• What trends are on the rise?
    • What strategies are not paying off like they used to?

    You should be able to see where your opportunities might be if you shift your focus.

    You might be able to add resources somewhere and receive a significant jump up in revenue.

    Don't forget to assess other aspects that impact your fundraising success:

    It can be fun - and enlightening - to step back and evaluate everything.  Include your board in this discussion! 

    4. Identify your fundraising challenges.

    Yes, challenges are a part of life.

    If you want to know how much you can raise, you must be willing to acknowledge what's not working so well.

    • Are there people who are impediments to good fundraising?
    • What's NOT working? Where are you wasting time?
    • Are you losing too many donors each year?
    • Have you cut your fundraising budget and staff but not your fundraising expectations?
    • Is your staff totally run ragged?
    • Is your signature event losing steam?

    Just be realistic.

    Please.

    Wistful thinking is not going to raise your money!

    Being realistic will lead to smart decisions and planning.

    Being realistic will help you sleep at night too.

    Always try to turn your challenges into your opportunities!

    5. Identify your fundraising opportunities.

    Every organization has special opportunities. What are yours?

    Perhaps you have:

    • A great location in town.
    • A cause that is suddenly very popular.
    • Were you recently in the news?
    • A very popular gala or event.
    • A new CEO or leader.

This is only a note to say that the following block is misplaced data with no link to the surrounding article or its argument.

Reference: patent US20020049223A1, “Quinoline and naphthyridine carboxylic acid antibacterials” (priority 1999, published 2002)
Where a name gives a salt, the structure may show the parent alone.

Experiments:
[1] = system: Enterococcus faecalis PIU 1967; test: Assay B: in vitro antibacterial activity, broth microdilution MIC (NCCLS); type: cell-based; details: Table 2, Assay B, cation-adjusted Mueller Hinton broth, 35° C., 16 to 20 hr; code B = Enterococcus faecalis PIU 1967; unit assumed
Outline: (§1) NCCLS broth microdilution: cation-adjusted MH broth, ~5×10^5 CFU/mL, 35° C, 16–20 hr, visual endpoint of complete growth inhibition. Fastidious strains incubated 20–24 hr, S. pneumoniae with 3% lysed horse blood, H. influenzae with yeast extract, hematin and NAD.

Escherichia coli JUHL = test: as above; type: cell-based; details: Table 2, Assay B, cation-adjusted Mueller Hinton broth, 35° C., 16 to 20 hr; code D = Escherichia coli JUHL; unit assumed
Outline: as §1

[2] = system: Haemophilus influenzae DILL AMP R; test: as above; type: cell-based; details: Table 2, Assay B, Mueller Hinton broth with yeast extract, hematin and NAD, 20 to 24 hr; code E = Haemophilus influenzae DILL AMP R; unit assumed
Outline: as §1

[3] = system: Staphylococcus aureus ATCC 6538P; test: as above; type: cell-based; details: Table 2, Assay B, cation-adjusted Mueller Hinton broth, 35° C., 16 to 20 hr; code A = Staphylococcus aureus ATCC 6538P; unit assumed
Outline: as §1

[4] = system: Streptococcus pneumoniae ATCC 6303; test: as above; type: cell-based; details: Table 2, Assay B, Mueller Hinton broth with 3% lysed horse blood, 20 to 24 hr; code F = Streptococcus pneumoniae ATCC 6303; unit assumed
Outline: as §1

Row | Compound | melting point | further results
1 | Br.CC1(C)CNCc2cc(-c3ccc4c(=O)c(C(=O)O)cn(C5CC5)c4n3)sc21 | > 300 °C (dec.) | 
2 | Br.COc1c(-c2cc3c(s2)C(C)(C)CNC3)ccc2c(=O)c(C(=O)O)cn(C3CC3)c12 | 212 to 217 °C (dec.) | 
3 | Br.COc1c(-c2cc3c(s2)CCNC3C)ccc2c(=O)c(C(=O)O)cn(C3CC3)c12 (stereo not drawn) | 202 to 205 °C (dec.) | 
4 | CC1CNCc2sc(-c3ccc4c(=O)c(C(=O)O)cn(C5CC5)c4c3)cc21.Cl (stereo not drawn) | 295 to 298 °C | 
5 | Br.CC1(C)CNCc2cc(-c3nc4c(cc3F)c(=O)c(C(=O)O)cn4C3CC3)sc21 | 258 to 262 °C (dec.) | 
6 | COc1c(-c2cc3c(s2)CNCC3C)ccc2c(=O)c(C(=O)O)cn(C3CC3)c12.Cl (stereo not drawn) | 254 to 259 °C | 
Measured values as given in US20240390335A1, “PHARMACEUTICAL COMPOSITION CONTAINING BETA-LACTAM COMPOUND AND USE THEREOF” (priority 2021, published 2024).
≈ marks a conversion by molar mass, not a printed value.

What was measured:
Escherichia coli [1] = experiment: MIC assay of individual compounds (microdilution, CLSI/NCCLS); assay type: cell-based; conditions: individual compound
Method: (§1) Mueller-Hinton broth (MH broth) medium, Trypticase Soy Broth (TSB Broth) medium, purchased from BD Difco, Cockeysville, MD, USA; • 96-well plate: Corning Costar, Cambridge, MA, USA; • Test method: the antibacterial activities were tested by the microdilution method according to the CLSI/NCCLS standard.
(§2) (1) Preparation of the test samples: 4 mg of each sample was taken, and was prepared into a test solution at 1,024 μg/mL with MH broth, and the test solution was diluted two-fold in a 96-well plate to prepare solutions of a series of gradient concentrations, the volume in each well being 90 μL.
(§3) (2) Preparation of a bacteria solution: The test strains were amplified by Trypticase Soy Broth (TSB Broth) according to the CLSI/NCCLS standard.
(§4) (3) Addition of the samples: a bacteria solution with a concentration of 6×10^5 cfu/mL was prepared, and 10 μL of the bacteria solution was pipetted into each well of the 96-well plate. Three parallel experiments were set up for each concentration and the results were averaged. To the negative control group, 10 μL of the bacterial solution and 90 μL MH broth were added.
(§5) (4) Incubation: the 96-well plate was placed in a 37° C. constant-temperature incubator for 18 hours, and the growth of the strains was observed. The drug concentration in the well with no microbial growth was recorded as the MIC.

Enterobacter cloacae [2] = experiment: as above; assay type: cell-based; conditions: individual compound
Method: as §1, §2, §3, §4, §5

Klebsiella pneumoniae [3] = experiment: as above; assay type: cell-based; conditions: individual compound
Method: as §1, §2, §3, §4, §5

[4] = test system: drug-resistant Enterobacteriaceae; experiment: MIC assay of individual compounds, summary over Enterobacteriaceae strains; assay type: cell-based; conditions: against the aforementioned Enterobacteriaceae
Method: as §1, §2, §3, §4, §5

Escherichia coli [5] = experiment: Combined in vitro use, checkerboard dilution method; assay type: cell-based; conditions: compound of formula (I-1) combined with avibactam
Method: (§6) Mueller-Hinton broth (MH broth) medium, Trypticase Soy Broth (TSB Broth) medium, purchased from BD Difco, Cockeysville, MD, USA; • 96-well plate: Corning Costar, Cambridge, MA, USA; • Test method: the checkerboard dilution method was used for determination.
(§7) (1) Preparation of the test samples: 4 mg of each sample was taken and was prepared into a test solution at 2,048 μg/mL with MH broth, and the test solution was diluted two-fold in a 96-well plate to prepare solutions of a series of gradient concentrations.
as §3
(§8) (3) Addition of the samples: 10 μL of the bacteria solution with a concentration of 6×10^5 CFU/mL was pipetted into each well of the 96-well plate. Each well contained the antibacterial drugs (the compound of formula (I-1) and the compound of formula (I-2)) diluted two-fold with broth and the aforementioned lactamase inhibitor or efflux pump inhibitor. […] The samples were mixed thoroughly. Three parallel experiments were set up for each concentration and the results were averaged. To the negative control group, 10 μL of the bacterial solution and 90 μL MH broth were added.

• New internet or social media talent joining your team.
    • Is your board suddenly interested in helping?

    Take a look around. You might find some surprises you can play up and run with.

    Sometimes amazing results can happen by building on opportunities.

    Can you form a coalition? Can you build on key relationships?

    Be alert. Be strategic. Be opportunistic, even.

    Maybe a key relationship can offer opportunities to catapult your organization to a whole new level.

    Pull it all together in your Fundraising Assessment.

    • How effective is our current fundraising plan?
    • Where can we increase your fundraising revenue streams?
    • Where do we need to focus time, energy and resources?
    • Where can we increase our efficiency?

    Bottom Line: What's holding YOU back from raising big money?

    I can help you answer these questions with my Highly Profitable Fundraising Planning Toolkit.

    You have a template to perform your own SWOT and Fundraising Assessment of your own program.

    You'll have a 10-Point set of checklists to help you determine where your best opportunities are.

    I'll help you step back from the weeds and look at how you can raise money in new and better ways.

    When you create a smart, strategic Fundraising Plan for the coming year, you'll be organized. You'll be happier. And your organization will raise more money!

    QUESTION: what are your challenges with your own Fundraising Assessment?

    Leave a comment and let us know!

     

    The post The Must-Do First Step in Creating a Profitable Fundraising Plan appeared first on Fired-Up Fundraising with Gail Perry.

    Source: Fired-Up Fundraising with Gail Perry
  • Identify Your Major Donors Today
    By Dan Shephard - Thursday Apr 27, 2017

    It’s no secret that major gifts impact the bottom line for small and emerging nonprofits. Even though major donors might make up a small segment of a nonprofit’s donor base, they account for a large percent of the total of gifts that come through the door. How do you define “major donor” or “major gift”?

    The post Identify Your Major Donors Today appeared first on Network for Good.

    Source: Nonprofit Fundraising Blog
  • Marine Corps Plane Crash: The Victims
    By THE NEW YORK TIMES - Thursday Jul 13, 2017

    Family members and friends have begun identifying many of the 16 American service members who died on Monday when their plane crashed in rural Mississippi.

    Source: NYT > Home Page
identify your opportunities inc monroe ny